How a science fiction franchise helped me become a writer.
Space: the final frontier. My first contact with the Star Trek franchise came as a kid in the early ’90s when Star Trek: The Next Generation was in syndication, but I really became a fan in the early years of the 2000s thanks to a perfect confluence of factors: moving to another state on the cusp of becoming a middle schooler, access to Star Trek: Voyager on UPN and all six Original Series movies on VHS, and the dawn of the Internet. As the new kid in a small school where no one seemed to share my interest in science fiction, I found a community online of like-minded Trekkies—and I also inadvertently joined my first writing group.
If you were surfing the web back then, before social media as we know it today existed, you were probably aware of message boards. On a message board, you could talk with people about any topic and there were forums for just about every niche interest you could think of. After school, I would hop on our old Compaq desktop computer, dial in to the web (if no one was on the phone at the time), and connect with thousands of Star Trek fans eager to chat about our favorite fictional universe.
It wasn’t long after I got into Trek message boards that I saw someone post that they were recruiting players for a text-based roleplaying game set on a starship in the 24th century. All you had to do to play along was create a character and dive into the story. Players took turns posting messages in the forum, usually a paragraph or two, to move the story along. It was fun, but those stories took months to play out and many message boards fizzled out before the mission was over or key players would stop posting and kill the momentum. Most annoyingly to a budding young writer bursting with ideas, a lot of my fellow players were only interested in rehashing the same old plots of their favorite movies and episodes from the series—not in creating anything new.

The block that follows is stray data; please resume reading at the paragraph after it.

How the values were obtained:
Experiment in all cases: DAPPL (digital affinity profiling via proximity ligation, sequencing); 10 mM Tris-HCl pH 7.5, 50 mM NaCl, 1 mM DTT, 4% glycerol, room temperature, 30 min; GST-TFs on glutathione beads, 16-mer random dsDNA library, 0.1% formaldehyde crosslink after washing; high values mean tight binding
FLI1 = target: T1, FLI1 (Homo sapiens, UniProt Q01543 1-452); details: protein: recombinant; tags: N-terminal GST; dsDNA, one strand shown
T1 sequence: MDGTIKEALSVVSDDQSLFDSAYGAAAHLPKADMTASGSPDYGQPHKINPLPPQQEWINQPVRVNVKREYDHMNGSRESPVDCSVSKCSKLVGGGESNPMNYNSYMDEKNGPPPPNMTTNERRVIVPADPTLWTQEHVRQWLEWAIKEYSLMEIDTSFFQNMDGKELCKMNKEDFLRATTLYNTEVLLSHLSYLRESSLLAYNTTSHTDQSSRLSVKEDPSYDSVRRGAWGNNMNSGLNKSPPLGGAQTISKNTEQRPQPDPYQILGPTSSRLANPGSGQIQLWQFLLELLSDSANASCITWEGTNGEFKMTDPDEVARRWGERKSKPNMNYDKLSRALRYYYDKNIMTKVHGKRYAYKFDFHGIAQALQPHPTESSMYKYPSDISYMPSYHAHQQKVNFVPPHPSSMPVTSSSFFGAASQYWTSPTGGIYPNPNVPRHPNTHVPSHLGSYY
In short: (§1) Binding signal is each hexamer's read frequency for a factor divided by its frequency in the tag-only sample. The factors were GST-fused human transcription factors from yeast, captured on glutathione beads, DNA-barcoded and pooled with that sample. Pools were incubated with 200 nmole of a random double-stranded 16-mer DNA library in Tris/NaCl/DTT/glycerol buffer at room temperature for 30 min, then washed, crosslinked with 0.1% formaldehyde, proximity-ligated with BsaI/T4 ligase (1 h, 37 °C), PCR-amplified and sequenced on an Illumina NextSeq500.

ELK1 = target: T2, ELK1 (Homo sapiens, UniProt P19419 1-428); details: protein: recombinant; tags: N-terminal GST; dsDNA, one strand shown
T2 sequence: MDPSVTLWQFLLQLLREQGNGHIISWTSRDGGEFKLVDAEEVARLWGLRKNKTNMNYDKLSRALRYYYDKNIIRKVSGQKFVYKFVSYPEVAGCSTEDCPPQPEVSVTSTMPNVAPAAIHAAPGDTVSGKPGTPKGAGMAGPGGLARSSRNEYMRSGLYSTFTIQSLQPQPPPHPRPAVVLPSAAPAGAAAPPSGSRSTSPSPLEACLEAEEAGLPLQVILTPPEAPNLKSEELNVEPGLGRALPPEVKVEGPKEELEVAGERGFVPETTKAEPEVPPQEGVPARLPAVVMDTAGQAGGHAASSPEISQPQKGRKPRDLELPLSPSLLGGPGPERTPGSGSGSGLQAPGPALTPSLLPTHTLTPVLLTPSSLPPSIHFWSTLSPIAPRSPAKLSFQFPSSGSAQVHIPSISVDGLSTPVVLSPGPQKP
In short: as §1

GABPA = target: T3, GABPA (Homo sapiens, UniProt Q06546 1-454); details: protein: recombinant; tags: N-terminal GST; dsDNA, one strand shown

I cycled through several groups before I finally landed on one that struck the perfect balance of reverence for Gene Roddenberry’s worldbuilding and a willingness to tell new stories in that world. The crew of the fictional USS Intrepid weren’t just fans, they were writers like me. There was attention to detail, conflict, and characters who would’ve been right at home in a Star Trek series or novelization.
For several years, we chatted online, building our own mythology and becoming friends in the process—people I’m still in touch with to this day. Being a part of the Intrepid also had a huge impact on my growth as a writer. At its core, our message board was a writing group, with the whole group engaged in an act of collective storytelling. It forced me to step into the heads of my characters1 and think about how they would react to the latest plot twist in ways that felt authentic to who they were and grounded in the rules of our shared universe. It stretched me as a writer and helped me understand the mechanics of story in an entirely new way.